10 Wrestlers Who Quit WCW Over Angles

When WCW makes their wrestlers say the words "I quit"

Chris Jericho Wcw

World Championship Wrestling was often a hotbed of contention and controversy amongst its roster until its swift demise in March 2001.

In its tumultuous 13-year history WCW management would have fireable issues with plenty of its talent. From the future ‘Texas Rattlesnake’ Steve Austin getting let go over a knee injury and never-ending bad attitude, to a drug-fuelled Juventud Guerrera being let go after ‘disturbing the peace’ during a tour of Australia where he casually tore off all his clothes in public, to Sean ‘Syxx’ Waltman getting his walking papers after pulling Ric Flair’s trunks down to expose his ass on national television.

But then there were times when the company would go too far and cause the issues themselves, causing wrestlers to leave over planned angles on TV. So let’s take a trip down memory lane with WCW and look at 10 wrestlers who quit one of the top professional wrestling promotions in the United States over angles and storylines they weren’t particularly thrilled to be a part of...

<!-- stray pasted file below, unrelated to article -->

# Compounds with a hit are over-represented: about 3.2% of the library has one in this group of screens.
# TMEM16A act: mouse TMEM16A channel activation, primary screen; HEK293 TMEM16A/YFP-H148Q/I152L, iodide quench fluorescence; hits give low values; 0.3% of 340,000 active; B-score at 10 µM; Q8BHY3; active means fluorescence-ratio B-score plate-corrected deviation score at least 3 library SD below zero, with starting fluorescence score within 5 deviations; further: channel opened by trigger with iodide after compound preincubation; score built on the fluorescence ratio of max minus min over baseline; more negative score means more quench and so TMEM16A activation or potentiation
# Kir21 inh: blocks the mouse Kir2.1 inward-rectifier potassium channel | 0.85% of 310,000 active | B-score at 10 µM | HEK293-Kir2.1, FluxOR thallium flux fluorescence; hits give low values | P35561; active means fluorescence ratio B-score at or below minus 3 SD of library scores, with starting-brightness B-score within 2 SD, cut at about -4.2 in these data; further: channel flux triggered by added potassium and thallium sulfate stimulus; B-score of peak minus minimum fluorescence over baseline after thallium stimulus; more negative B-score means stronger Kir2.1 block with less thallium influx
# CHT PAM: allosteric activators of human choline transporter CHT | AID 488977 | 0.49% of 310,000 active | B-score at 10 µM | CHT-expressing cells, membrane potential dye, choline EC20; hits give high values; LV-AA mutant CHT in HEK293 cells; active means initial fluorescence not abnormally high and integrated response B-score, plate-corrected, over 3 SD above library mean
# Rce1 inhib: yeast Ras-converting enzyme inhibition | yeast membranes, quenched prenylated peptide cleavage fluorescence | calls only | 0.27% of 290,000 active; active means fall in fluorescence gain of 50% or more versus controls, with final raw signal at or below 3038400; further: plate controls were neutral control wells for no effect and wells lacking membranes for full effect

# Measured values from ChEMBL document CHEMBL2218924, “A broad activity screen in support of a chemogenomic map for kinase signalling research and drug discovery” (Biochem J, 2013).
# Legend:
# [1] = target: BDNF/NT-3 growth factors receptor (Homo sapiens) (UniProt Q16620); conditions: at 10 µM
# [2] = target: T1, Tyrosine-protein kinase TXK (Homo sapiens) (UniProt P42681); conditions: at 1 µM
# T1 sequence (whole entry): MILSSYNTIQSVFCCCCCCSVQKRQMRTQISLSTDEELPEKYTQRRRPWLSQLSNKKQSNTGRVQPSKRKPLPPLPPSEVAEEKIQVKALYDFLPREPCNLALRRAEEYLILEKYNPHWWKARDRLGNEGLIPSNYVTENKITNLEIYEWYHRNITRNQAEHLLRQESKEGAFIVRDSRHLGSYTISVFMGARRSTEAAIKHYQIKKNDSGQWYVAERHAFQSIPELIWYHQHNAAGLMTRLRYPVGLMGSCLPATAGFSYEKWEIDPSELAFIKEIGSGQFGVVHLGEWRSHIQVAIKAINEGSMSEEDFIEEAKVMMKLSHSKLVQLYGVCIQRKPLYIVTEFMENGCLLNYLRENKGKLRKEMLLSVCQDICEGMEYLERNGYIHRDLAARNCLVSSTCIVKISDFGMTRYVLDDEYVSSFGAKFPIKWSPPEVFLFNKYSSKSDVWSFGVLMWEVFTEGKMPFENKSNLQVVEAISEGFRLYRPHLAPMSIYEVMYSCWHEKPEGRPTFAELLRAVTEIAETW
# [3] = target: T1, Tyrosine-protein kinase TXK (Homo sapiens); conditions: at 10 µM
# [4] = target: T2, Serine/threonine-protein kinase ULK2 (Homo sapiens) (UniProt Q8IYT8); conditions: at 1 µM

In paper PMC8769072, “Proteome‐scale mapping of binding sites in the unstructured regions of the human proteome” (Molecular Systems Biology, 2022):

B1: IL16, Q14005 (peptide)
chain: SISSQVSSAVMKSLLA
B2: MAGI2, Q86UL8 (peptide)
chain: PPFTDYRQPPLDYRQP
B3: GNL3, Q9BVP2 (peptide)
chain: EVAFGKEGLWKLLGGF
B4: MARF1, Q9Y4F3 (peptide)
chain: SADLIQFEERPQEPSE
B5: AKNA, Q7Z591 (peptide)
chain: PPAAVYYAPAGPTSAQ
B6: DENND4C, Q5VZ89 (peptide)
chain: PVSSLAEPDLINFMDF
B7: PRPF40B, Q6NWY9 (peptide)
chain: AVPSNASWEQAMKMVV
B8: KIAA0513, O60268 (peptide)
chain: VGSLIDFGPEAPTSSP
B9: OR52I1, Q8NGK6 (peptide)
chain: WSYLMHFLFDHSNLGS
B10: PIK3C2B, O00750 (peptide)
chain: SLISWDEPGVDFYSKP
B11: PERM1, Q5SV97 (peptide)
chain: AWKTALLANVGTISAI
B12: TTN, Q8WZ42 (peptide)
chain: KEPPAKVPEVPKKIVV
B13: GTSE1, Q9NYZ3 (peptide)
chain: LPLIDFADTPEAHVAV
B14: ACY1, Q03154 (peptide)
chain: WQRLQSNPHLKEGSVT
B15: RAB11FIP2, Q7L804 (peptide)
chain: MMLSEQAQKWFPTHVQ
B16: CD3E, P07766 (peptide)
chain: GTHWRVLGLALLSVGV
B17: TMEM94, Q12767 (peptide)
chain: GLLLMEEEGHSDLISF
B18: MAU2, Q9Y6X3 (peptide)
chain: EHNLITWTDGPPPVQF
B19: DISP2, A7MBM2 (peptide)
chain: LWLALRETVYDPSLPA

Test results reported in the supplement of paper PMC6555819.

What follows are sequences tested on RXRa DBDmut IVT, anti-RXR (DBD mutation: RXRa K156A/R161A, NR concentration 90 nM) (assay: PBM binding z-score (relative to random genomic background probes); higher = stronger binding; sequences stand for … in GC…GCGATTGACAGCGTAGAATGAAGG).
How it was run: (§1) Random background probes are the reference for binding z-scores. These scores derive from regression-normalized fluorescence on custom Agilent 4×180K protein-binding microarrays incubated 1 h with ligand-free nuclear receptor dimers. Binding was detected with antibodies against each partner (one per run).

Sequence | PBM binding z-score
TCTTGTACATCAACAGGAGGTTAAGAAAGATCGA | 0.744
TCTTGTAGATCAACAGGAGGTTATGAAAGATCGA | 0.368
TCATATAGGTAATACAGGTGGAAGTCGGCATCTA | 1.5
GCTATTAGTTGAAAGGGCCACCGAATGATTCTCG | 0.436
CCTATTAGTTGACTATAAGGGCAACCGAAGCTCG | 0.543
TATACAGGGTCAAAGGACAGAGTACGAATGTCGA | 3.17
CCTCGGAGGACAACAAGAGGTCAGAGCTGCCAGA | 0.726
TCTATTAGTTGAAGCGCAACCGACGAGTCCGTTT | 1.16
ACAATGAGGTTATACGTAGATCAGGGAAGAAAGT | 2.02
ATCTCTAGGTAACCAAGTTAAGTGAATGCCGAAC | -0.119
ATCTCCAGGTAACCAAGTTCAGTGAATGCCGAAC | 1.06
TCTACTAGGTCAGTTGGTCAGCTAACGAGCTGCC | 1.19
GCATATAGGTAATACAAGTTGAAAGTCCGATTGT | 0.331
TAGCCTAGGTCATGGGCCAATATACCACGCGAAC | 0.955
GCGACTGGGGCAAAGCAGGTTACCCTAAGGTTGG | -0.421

10. Mick Foley - Lost In Cleveland

Cactus Jack

Mick Foley was one of the central wrestlers in the formative Attitude Era that helped catapult the WWF into finally defeating WCW in the Monday Night Wars. But before signing with the WWF in 1996, he made a name for himself as Cactus Jack in the early ‘90s with World Championship Wrestling, where he participated in some legendary battles with Sting at Beach Blast and Big Van Vader.

Foley left WCW for many reasons, with a significant one being the ‘Lost in Cleveland’ skits they made him participate in. They’re cringeworthy to watch, with Mick going on record as saying “nothing approached the levels of awfulness that 'Lost in Cleveland' did.”

They originated from Mick needing some time off the road, so WCW wrote him off TV after Vader powerbomb on the concrete floor. Rather than hype Foley’s return to savagely get revenge on Vader with the intense promos he was known for cutting, WCW had him film comedic vignettes where a fake news reporter tried to get to the bottom of Foley’s whereabouts.

It would ultimately be revealed Jack went insane and was institutionalised, only to escape and develop amnesia. They did nothing to hype the eventual return to the company. Actually, they did worse than nothing - Foley quit WCW not long afterwards for ECW and Japan to reclaim his Hardcore Legend identity.


Rex Jones hasn't written a bio just yet, but if they had... it would appear here.